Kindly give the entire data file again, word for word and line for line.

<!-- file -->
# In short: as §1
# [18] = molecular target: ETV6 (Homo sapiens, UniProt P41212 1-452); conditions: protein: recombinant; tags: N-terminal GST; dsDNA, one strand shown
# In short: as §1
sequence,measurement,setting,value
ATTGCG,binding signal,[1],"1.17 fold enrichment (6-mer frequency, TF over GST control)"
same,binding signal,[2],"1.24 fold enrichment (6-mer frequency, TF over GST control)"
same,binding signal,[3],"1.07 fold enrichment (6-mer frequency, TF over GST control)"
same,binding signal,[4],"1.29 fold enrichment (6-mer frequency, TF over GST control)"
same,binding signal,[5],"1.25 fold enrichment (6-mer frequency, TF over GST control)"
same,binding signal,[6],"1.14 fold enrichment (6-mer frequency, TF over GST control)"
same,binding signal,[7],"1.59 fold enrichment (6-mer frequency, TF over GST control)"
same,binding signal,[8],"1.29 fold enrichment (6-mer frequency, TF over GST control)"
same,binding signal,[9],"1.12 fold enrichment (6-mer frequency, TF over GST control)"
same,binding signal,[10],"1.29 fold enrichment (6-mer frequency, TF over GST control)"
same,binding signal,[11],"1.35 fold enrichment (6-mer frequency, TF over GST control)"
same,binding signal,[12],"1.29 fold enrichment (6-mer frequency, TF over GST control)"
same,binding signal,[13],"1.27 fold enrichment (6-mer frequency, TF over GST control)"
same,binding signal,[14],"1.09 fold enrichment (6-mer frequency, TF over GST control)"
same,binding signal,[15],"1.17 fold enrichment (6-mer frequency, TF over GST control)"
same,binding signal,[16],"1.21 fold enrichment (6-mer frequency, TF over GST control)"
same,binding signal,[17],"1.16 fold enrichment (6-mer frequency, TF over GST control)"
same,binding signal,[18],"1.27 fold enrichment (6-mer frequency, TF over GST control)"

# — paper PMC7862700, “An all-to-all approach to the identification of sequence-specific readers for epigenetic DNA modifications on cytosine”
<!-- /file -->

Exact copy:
# In short: as §1
# [18] = molecular target: ETV6 (Homo sapiens, UniProt P41212 1-452); conditions: protein: recombinant; tags: N-terminal GST; dsDNA, one strand shown
# In short: as §1
sequence,measurement,setting,value
ATTGCG,binding signal,[1],"1.17 fold enrichment (6-mer frequency, TF over GST control)"
same,binding signal,[2],"1.24 fold enrichment (6-mer frequency, TF over GST control)"
same,binding signal,[3],"1.07 fold enrichment (6-mer frequency, TF over GST control)"
same,binding signal,[4],"1.29 fold enrichment (6-mer frequency, TF over GST control)"
same,binding signal,[5],"1.25 fold enrichment (6-mer frequency, TF over GST control)"
same,binding signal,[6],"1.14 fold enrichment (6-mer frequency, TF over GST control)"
same,binding signal,[7],"1.59 fold enrichment (6-mer frequency, TF over GST control)"
same,binding signal,[8],"1.29 fold enrichment (6-mer frequency, TF over GST control)"
same,binding signal,[9],"1.12 fold enrichment (6-mer frequency, TF over GST control)"
same,binding signal,[10],"1.29 fold enrichment (6-mer frequency, TF over GST control)"
same,binding signal,[11],"1.35 fold enrichment (6-mer frequency, TF over GST control)"
same,binding signal,[12],"1.29 fold enrichment (6-mer frequency, TF over GST control)"
same,binding signal,[13],"1.27 fold enrichment (6-mer frequency, TF over GST control)"
same,binding signal,[14],"1.09 fold enrichment (6-mer frequency, TF over GST control)"
same,binding signal,[15],"1.17 fold enrichment (6-mer frequency, TF over GST control)"
same,binding signal,[16],"1.21 fold enrichment (6-mer frequency, TF over GST control)"
same,binding signal,[17],"1.16 fold enrichment (6-mer frequency, TF over GST control)"
same,binding signal,[18],"1.27 fold enrichment (6-mer frequency, TF over GST control)"

# — paper PMC7862700, “An all-to-all approach to the identification of sequence-specific readers for epigenetic DNA modifications on cytosine”